Wednesday, December 26, 2007


Trim the fat on the resume
Mary Ellen Slayter

Erin Greenley recently graduated from college and is looking for an entry-level job in a biology lab.

The most important information on a resume should be at the top, says Brad Karsh, president of Job Bound and author of "Confessions of a Recruiting Director: The Insider's Guide to Landing Your First Job."

"In Erin's case, I doubt her experience at Barnes & Noble is her most relevant and marketable experience," Karsh says. Everything on this resume needs to speak to a recruiting director at a biological science laboratory. "Instead of a section called Experience and another called Research and Projects and another called Laboratory and Computer skills and yet another called Activities, create two sections: Experience and Activities.

"In the Experience section, list the five or six most relevant and compelling experiences, regardless of whether they were paid or not. In Erin's case, I'd include some of her research, some of her lab work, and even a few of her activities.

"Within the Experience section ensure that all the bullet points are accomplishments instead of just job descriptions. For instance, under the B&N job she lists 'provided quality service to customers.' This point means nothing to the reader. In fact, every sales associate at B&N or any retail establishment in the entire worldwide history of retail establishments provides quality service to customers."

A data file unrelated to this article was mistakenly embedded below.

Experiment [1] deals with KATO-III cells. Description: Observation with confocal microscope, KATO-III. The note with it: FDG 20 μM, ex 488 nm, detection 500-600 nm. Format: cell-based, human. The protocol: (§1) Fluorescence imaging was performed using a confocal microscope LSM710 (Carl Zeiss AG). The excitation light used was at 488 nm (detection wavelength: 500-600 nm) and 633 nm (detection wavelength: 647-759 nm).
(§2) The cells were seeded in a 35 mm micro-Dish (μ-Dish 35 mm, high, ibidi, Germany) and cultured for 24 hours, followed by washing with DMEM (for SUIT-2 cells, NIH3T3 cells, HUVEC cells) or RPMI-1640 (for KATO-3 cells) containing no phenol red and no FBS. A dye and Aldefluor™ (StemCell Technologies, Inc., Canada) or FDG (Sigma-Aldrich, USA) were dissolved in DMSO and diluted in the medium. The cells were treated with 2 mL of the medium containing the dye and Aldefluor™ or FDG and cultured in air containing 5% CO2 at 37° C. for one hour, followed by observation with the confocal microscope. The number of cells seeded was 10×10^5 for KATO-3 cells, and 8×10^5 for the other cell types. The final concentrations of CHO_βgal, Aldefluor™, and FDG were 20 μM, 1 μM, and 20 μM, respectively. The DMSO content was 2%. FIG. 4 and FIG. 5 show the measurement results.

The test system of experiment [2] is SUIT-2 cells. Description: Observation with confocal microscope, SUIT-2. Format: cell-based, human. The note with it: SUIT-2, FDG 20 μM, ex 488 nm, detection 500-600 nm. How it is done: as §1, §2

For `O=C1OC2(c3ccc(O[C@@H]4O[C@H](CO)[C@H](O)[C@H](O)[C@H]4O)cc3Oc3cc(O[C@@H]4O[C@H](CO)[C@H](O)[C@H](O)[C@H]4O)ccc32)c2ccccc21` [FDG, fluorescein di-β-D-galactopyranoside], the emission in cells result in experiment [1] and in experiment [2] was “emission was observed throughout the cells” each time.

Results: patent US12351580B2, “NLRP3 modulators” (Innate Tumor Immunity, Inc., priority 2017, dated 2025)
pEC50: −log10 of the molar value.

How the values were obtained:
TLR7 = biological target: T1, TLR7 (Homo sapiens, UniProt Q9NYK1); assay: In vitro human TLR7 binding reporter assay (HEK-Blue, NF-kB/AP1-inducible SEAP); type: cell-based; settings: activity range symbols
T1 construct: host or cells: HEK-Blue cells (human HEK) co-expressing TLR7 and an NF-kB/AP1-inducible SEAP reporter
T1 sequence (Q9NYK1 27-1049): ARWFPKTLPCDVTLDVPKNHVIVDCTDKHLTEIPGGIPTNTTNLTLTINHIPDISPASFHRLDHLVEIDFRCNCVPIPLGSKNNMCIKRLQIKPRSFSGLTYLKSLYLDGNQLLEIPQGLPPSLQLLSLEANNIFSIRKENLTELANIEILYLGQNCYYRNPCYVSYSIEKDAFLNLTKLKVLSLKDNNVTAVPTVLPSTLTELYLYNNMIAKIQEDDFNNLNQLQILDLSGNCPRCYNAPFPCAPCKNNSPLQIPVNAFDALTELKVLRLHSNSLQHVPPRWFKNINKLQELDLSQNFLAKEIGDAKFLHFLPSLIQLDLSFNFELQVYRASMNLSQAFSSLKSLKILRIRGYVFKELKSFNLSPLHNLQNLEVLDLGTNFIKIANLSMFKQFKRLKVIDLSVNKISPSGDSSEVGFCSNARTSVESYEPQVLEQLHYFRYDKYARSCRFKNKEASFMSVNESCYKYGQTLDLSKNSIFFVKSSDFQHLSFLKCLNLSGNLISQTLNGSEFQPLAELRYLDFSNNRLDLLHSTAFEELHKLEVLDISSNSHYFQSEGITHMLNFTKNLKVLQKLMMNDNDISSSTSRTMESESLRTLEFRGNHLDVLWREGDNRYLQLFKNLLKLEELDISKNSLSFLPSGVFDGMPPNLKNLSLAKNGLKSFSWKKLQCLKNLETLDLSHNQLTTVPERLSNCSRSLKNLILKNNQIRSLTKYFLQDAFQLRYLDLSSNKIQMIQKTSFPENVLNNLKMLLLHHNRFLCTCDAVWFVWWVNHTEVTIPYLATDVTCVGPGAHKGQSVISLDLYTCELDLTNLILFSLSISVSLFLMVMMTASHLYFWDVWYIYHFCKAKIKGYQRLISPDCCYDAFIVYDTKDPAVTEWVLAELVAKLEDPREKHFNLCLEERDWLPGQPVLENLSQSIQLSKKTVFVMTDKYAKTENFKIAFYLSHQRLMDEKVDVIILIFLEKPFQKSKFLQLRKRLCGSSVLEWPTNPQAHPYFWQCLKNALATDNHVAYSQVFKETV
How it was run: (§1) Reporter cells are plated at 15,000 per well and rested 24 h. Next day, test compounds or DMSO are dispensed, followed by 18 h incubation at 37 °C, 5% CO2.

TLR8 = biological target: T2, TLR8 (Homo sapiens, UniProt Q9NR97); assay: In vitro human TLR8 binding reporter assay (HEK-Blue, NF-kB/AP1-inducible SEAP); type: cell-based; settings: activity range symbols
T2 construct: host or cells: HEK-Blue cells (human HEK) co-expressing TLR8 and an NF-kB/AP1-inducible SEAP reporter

She should instead focus on her accomplishments. "She actually did a nice job with this in her activities section where she quantified her results," Karsh says.

Greenley also needs to pare down her resume to one page and cut anything that doesn't speak to her unique qualifications, Karsh says. References go on a separate page. "I'm quite confident that every college grad knows Word, PowerPoint and Excel."

LA Times-Washington Post